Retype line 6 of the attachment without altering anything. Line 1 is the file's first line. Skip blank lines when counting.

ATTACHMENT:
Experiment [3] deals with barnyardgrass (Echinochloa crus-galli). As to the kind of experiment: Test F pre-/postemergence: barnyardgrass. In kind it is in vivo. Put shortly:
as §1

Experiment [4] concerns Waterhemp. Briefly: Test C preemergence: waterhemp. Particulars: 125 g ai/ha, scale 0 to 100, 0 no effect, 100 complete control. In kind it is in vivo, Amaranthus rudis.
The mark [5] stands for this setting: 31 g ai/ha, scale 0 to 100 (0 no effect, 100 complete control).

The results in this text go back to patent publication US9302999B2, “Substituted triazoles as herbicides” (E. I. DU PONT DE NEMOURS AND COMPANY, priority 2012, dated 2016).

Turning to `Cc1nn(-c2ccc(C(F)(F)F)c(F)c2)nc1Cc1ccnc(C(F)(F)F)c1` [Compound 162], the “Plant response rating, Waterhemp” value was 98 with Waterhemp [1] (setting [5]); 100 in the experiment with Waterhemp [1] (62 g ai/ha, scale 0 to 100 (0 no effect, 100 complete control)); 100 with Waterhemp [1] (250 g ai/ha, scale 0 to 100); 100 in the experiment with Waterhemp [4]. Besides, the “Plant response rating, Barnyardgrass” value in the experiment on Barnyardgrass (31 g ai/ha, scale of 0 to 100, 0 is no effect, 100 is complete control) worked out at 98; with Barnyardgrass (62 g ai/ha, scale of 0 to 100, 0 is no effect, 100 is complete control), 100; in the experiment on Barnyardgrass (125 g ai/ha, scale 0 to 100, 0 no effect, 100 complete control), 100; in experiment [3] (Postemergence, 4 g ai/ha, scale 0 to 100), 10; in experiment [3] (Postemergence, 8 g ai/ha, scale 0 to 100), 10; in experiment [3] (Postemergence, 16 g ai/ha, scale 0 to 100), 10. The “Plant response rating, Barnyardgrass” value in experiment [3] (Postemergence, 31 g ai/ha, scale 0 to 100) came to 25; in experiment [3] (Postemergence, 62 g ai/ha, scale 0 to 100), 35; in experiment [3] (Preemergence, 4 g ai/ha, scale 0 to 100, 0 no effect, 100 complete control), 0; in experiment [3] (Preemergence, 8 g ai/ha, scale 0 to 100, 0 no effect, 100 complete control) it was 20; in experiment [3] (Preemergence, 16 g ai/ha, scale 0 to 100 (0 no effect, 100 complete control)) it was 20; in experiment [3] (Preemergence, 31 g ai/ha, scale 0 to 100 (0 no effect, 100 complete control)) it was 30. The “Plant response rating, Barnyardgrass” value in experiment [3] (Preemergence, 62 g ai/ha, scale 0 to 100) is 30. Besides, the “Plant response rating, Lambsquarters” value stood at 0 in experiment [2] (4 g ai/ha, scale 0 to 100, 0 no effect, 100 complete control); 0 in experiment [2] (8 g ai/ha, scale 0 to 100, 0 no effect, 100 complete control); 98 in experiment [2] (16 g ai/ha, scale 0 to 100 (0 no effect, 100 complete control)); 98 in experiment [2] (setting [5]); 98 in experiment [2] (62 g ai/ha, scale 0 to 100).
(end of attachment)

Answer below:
Turning to `Cc1nn(-c2ccc(C(F)(F)F)c(F)c2)nc1Cc1ccnc(C(F)(F)F)c1` [Compound 162], the “Plant response rating, Waterhemp” value was 98 with Waterhemp [1] (setting [5]); 100 in the experiment with Waterhemp [1] (62 g ai/ha, scale 0 to 100 (0 no effect, 100 complete control)); 100 with Waterhemp [1] (250 g ai/ha, scale 0 to 100); 100 in the experiment with Waterhemp [4]. Besides, the “Plant response rating, Barnyardgrass” value in the experiment on Barnyardgrass (31 g ai/ha, scale of 0 to 100, 0 is no effect, 100 is complete control) worked out at 98; with Barnyardgrass (62 g ai/ha, scale of 0 to 100, 0 is no effect, 100 is complete control), 100; in the experiment on Barnyardgrass (125 g ai/ha, scale 0 to 100, 0 no effect, 100 complete control), 100; in experiment [3] (Postemergence, 4 g ai/ha, scale 0 to 100), 10; in experiment [3] (Postemergence, 8 g ai/ha, scale 0 to 100), 10; in experiment [3] (Postemergence, 16 g ai/ha, scale 0 to 100), 10. The “Plant response rating, Barnyardgrass” value in experiment [3] (Postemergence, 31 g ai/ha, scale 0 to 100) came to 25; in experiment [3] (Postemergence, 62 g ai/ha, scale 0 to 100), 35; in experiment [3] (Preemergence, 4 g ai/ha, scale 0 to 100, 0 no effect, 100 complete control), 0; in experiment [3] (Preemergence, 8 g ai/ha, scale 0 to 100, 0 no effect, 100 complete control) it was 20; in experiment [3] (Preemergence, 16 g ai/ha, scale 0 to 100 (0 no effect, 100 complete control)) it was 20; in experiment [3] (Preemergence, 31 g ai/ha, scale 0 to 100 (0 no effect, 100 complete control)) it was 30. The “Plant response rating, Barnyardgrass” value in experiment [3] (Preemergence, 62 g ai/ha, scale 0 to 100) is 30. Besides, the “Plant response rating, Lambsquarters” value stood at 0 in experiment [2] (4 g ai/ha, scale 0 to 100, 0 no effect, 100 complete control); 0 in experiment [2] (8 g ai/ha, scale 0 to 100, 0 no effect, 100 complete control); 98 in experiment [2] (16 g ai/ha, scale 0 to 100 (0 no effect, 100 complete control)); 98 in experiment [2] (setting [5]); 98 in experiment [2] (62 g ai/ha, scale 0 to 100).